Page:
I don’t think it’s too far out to say that most emerging poets have no idea what to take into consideration when putting together a full length or chapbook sized collection of poetry. It’s not a topic most undergraduate or graduate creative writing programs cover. By the time a young poet has enough material to constitute a first collection chances are he or she will still have never met anyone who has published a book. They themselves may have only a vague concept of what they want to say, how they want to say it, or how to draw a particular response out of a reader. Sensing the need for direction in these matters, Susan Grimm asked a number of published poets to write about their experiences putting together collections of poetry. The result, Ordering the Storm: How to Put Together a Book of Poems, offers insight, suggestions, direction, and the shared camaraderie poets so desperately need when trying to assemble a book.
Ordering the Stormis a quick read. At 97 pages I was able to breeze through it in a day. The eleven essays range from the esoteric to the practical. In the opening essay, “Best Foot Forward: Arranging a Poetry Manuscript,” Bonnie Jacobson examines the themes and structures used to organize books by Mary Oliver, Sharon Olds, and John Donoghue among others, and how those structures maximize the emotional impact of the manuscript. In “It’s Simple Really: Just Sit Down at the Desk…” Jeff Gundy describes his own circuitous process of putting together a book.
All of the contributors toss out ideas on how to go about arranging a book of poetry. There’s the classic method of fanning all your poems out on the floor, and crawling around on your hands and knees until the pattern of the book begins to take shape. Some suggest grouping poems with similar themes, subjects, images, or turns of phrase into individual sections. Others suggest weaving poems with seemingly disparate tones or subjects together throughout the book. Above all, they remind the reader that no size fits all. Each manuscript is its own entity and will require its own individual tending. What worked for your first book may not work for your second.
What really struck me was how many of the contributors spoke of creating a dramatic arc, building tension, and moving the action along; terms more often heard when speaking of prose. But it makes sense that a poet would have to take those things into consideration when assembling a book. After all you want to keep the reader riveted and you want them to walk away from the book having gained something. It goes to show how green I am that I’d never thought of a book of poetry in those terms before.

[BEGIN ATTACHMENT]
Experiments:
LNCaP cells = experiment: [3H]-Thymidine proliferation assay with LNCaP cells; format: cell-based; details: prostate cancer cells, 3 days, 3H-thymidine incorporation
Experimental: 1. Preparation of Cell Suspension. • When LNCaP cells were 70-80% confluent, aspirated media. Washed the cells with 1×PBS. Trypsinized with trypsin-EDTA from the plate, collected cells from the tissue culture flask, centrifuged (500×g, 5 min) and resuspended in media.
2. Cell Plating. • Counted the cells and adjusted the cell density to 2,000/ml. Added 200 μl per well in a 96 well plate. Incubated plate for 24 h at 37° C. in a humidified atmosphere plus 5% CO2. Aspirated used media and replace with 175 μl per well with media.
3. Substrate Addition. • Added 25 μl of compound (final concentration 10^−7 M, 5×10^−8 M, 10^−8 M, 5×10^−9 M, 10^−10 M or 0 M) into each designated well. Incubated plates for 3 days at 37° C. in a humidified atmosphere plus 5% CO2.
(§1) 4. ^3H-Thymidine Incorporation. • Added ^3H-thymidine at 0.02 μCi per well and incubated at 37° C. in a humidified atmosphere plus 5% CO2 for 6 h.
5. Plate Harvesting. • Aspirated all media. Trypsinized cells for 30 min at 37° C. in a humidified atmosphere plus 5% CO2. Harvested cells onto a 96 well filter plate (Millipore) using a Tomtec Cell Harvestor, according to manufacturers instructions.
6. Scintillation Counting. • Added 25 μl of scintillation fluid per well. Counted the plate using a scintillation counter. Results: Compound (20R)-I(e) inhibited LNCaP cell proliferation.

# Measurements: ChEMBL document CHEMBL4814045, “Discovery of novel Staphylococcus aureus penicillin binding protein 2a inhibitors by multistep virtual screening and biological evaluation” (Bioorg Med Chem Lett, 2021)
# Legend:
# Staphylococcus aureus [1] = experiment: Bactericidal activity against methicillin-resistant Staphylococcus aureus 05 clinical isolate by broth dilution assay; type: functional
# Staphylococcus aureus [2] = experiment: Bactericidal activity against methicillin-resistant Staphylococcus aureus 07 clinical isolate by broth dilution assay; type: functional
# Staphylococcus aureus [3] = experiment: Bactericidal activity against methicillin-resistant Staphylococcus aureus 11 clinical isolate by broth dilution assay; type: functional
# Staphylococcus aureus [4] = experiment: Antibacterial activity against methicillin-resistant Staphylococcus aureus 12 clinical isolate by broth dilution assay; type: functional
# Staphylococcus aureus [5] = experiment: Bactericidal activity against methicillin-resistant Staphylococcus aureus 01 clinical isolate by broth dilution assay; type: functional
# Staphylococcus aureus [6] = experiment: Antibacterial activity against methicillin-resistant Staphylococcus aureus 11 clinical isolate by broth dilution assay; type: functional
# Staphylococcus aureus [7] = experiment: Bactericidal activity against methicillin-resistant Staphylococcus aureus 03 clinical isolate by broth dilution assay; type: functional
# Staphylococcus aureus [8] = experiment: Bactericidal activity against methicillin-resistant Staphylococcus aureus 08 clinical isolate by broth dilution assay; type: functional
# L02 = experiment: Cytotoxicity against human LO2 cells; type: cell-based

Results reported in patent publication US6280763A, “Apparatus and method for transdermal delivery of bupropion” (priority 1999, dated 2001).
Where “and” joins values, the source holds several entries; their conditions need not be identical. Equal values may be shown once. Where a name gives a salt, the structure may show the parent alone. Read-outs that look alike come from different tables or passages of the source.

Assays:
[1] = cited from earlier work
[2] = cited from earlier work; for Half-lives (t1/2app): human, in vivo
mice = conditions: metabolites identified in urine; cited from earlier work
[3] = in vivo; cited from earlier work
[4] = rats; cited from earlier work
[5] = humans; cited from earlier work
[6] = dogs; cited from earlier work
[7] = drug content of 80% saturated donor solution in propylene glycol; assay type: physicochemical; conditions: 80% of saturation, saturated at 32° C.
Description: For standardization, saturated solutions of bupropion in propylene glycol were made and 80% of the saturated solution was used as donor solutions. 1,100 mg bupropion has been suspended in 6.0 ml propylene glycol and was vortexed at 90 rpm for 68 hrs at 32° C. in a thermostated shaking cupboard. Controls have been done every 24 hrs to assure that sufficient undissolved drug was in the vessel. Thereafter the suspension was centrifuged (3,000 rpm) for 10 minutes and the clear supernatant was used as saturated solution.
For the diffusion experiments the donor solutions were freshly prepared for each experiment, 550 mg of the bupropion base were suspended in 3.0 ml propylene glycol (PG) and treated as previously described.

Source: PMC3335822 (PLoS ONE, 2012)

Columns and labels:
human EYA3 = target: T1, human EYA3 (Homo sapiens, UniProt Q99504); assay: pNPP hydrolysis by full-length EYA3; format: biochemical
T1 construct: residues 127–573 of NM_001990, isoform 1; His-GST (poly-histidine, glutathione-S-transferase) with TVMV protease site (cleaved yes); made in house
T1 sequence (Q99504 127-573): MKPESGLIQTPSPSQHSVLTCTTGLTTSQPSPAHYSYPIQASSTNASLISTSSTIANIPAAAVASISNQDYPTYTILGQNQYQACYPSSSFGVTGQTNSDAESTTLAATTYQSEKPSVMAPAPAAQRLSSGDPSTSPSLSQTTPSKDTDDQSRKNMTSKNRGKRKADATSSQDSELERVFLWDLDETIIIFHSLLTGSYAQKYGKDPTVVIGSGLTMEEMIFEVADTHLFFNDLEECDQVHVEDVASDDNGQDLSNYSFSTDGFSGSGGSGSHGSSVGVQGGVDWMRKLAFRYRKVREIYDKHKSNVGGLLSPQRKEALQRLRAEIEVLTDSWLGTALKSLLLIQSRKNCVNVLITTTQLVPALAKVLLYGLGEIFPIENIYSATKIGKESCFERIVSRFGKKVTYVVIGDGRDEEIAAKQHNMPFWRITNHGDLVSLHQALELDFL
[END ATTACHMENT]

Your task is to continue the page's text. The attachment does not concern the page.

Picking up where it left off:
Though reading about each contributors individual process gave me ideas of how I might want to approach the puzzle of assembling a collection one day, the essays themselves, their organization and presentation also provided insight into my own preferences. For instance, I found the essays presented in a straight forward and linear fashion the most helpful. I also preferred the essays where contributors talked specifically about their own process to those in which the contributors discussed the process of poets other than themselves. I like personal stories and I like writing that follows a linear path. As I was reading it occurred to me that if I were to assemble a collection of poetry the work would have to be intensely personal and it would have to flow in a linear manner, poem to poem in a kind of narrative that was no interrupted by sections. That would be my preference.
Ordering the Storm is a must have for any poet with aspirations of putting together a book of poetry. It offers poets a number of ways to look at and approach the task of assembling a book; of disassembling, re-arranging, and rebuilding a problematic manuscript. Most of all it provides new poets with a sense of comfort. Knowing that there are other poets in the world, even highly successful ones, who are just as confounded by the task of writing a book as you are makes the green poet feel a little less alone in the struggle.